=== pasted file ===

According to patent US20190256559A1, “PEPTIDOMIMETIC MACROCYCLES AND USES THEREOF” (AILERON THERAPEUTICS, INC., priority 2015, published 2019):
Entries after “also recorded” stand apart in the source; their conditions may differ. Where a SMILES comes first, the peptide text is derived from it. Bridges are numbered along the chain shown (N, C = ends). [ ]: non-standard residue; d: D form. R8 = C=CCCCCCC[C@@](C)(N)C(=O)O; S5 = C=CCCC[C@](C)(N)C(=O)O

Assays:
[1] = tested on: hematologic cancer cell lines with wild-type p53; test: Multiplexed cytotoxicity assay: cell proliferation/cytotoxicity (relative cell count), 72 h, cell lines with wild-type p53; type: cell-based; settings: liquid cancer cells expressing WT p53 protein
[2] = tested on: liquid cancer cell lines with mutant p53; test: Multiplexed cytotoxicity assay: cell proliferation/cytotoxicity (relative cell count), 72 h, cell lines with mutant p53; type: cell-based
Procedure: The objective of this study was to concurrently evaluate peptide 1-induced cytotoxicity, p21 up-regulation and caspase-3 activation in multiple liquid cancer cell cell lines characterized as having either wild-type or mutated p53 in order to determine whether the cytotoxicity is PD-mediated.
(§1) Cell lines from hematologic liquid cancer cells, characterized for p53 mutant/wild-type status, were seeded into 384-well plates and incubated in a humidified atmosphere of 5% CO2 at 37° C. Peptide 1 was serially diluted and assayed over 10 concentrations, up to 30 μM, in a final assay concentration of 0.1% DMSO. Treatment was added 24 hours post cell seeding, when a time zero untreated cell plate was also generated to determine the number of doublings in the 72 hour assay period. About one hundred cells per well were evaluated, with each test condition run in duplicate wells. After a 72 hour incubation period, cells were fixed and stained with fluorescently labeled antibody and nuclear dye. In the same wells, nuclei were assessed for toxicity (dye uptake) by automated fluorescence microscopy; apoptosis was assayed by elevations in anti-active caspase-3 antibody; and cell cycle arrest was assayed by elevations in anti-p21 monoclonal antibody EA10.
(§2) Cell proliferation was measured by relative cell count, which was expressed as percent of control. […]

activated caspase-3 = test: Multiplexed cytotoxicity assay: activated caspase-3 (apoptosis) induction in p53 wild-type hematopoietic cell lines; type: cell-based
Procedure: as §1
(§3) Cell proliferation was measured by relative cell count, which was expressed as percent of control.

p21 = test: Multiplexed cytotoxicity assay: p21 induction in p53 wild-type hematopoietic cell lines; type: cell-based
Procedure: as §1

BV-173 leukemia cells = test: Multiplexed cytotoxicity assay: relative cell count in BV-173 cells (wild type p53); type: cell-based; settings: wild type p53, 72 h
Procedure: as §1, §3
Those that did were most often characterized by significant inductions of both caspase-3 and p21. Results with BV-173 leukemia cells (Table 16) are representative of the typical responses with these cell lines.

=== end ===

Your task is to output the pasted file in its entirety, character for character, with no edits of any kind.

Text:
According to patent US20190256559A1, “PEPTIDOMIMETIC MACROCYCLES AND USES THEREOF” (AILERON THERAPEUTICS, INC., priority 2015, published 2019):
Entries after “also recorded” stand apart in the source; their conditions may differ. Where a SMILES comes first, the peptide text is derived from it. Bridges are numbered along the chain shown (N, C = ends). [ ]: non-standard residue; d: D form. R8 = C=CCCCCCC[C@@](C)(N)C(=O)O; S5 = C=CCCC[C@](C)(N)C(=O)O

Assays:
[1] = tested on: hematologic cancer cell lines with wild-type p53; test: Multiplexed cytotoxicity assay: cell proliferation/cytotoxicity (relative cell count), 72 h, cell lines with wild-type p53; type: cell-based; settings: liquid cancer cells expressing WT p53 protein
[2] = tested on: liquid cancer cell lines with mutant p53; test: Multiplexed cytotoxicity assay: cell proliferation/cytotoxicity (relative cell count), 72 h, cell lines with mutant p53; type: cell-based
Procedure: The objective of this study was to concurrently evaluate peptide 1-induced cytotoxicity, p21 up-regulation and caspase-3 activation in multiple liquid cancer cell cell lines characterized as having either wild-type or mutated p53 in order to determine whether the cytotoxicity is PD-mediated.
(§1) Cell lines from hematologic liquid cancer cells, characterized for p53 mutant/wild-type status, were seeded into 384-well plates and incubated in a humidified atmosphere of 5% CO2 at 37° C. Peptide 1 was serially diluted and assayed over 10 concentrations, up to 30 μM, in a final assay concentration of 0.1% DMSO. Treatment was added 24 hours post cell seeding, when a time zero untreated cell plate was also generated to determine the number of doublings in the 72 hour assay period. About one hundred cells per well were evaluated, with each test condition run in duplicate wells. After a 72 hour incubation period, cells were fixed and stained with fluorescently labeled antibody and nuclear dye. In the same wells, nuclei were assessed for toxicity (dye uptake) by automated fluorescence microscopy; apoptosis was assayed by elevations in anti-active caspase-3 antibody; and cell cycle arrest was assayed by elevations in anti-p21 monoclonal antibody EA10.
(§2) Cell proliferation was measured by relative cell count, which was expressed as percent of control. […]

activated caspase-3 = test: Multiplexed cytotoxicity assay: activated caspase-3 (apoptosis) induction in p53 wild-type hematopoietic cell lines; type: cell-based
Procedure: as §1
(§3) Cell proliferation was measured by relative cell count, which was expressed as percent of control.

p21 = test: Multiplexed cytotoxicity assay: p21 induction in p53 wild-type hematopoietic cell lines; type: cell-based
Procedure: as §1

BV-173 leukemia cells = test: Multiplexed cytotoxicity assay: relative cell count in BV-173 cells (wild type p53); type: cell-based; settings: wild type p53, 72 h
Procedure: as §1, §3
Those that did were most often characterized by significant inductions of both caspase-3 and p21. Results with BV-173 leukemia cells (Table 16) are representative of the typical responses with these cell lines.